group consisting of the unsubstituted benzene
gether at a temperature in the range from 160
nucleus and substituted benzene nuclei.
200° C., and in proportions su?icient to produce
15. The method of making a copper phthalo
copper phthalocyanine, biuret, an ortho compound
cyanine dyestuff which comprises reacting to
having the formula: R(COONH4)2, minus :BHzO‘,
gether at a temperature in the range from
minus yNHz, and a copper-yielding compound, in
the presence of a catalyst for the reaction, said 60 160~200° C., and in proportions su?icient to pro
duce copper phthalocyanine, biuret, an ortho
formula being such that a: is an integer varying
from 0 through 3, y is an integer varying from
0 through 2, both while zc+y is not more than 3,
and R is a benzene nucleus selected from the
group consisting of the unsubstituted benzene 65
nucleus and substituted benzene nuclei.
10. The method of making a copper phthalo
cyanine dyestuff which comprises reacting to
gether at a temperature in the range from 160
compound having the formula: R(COONH4)2,
minus xHzO, minus yNI-Is, and a copper-yielding
compound, in the presence of a catalyst for the
reaction, which catalyst contains arsenic; said
' formula being such that a: is in integer varying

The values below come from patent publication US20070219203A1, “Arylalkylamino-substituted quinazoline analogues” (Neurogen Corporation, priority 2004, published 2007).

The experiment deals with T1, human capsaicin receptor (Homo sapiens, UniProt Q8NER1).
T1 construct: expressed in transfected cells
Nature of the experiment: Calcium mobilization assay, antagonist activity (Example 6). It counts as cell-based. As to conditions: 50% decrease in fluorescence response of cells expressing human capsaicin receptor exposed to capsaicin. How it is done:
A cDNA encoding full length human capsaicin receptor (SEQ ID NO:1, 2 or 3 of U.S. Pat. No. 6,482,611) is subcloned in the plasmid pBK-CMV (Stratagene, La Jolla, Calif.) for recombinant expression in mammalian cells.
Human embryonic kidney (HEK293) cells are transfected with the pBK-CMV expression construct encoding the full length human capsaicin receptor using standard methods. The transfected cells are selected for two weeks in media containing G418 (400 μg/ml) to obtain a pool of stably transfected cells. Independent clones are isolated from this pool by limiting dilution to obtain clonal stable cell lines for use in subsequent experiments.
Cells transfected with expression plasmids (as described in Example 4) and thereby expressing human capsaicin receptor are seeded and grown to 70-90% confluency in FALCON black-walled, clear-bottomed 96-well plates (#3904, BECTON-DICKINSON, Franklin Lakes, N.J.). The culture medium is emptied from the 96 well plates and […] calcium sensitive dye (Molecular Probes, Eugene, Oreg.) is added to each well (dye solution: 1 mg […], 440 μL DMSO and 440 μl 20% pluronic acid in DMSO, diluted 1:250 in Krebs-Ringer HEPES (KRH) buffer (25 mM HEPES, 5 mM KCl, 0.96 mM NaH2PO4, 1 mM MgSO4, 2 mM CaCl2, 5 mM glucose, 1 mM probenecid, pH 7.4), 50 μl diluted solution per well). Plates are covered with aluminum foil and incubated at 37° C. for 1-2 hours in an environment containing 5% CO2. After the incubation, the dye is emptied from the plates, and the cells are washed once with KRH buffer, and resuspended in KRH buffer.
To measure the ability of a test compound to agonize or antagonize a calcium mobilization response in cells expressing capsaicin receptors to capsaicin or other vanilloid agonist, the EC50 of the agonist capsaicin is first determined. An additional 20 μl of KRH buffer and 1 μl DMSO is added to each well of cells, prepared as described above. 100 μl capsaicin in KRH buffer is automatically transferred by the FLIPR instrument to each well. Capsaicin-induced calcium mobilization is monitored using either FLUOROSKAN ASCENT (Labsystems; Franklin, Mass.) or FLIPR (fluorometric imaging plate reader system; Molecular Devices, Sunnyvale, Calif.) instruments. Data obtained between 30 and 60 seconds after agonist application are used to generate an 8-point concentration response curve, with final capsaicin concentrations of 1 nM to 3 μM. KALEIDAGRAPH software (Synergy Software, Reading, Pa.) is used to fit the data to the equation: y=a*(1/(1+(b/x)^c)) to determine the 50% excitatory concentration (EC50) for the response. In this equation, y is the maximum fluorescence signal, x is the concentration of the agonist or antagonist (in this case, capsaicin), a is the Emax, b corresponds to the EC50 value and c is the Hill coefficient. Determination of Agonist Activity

from 0 through 3, y is an integer varying from 0
through 2, both while x+y is not more than 3,
and R is a benzene nucleus selected from the
200° C., and in proportions su?icient to produce 70 group consisting of the unsubstituted benzene
' nucleus and substituted benzene nuclei.
copper phthalocyanine, biuret, an ortho compound
16. The method of making a copper phthalo~
having the formula: R(COONH4)2, minus xHzO,
cyanine dyestu?‘ which comprises reacting to
minus yNHs, and a copper-yielding compound, in
gether at a temperature in the range from
the presence of a catalyst for the reaction, which
160—200° (2., and in proportions su?icient to pro
catalyst is present in quantity from 0.08% to 2%
13
2,410,301
duce copper phthalocyanine, biuret, phthalimide,
and a copper-yielding compound, in the presence
of a catalyst for the reaction.
17. The method as de?ned in claim 1 in which
said biuret is present in the proportion of at least
0.66 mole per mole of said ortho compound.
18. The method as de?ned in claim 2 in which
said biuret is present in the proportion of at least
0.66 mole per mole of said ortho compound.
19. The method as de?ned in claim 3 in which
said biuret is present in the proportion of at least
0.66 mole per mole of said ortho compound,
20. The method as de?ned in claim 12 in which
said biuret is present in the proportion varying
from 0.66 mole to 2 moles per mole of phthalic 15
anhydride.
'
21. The method as de?ned in claim 13 in which
14
' said biuret is present in the proportion varying
from 0.66 mole to 2 moles per mole of said ortho
compound.
22. The method as de?ned in claim 14 in which
said biuret is present in the proportion varying
from 0.66 mole to 2 moles per mole of said ortho
compound,
23. The method as de?ned in claim 15 in which
said biuret is present in the proportion varying
from 0.66 mole to 2 moles per mole of said ortho
compound.
24. The method as de?ned in claim 16 in which
said biuret is present in the proportion varying
from 0.66 mole to 2 moles per mole of phthalim
ide.
GRADY M. O’NEAL.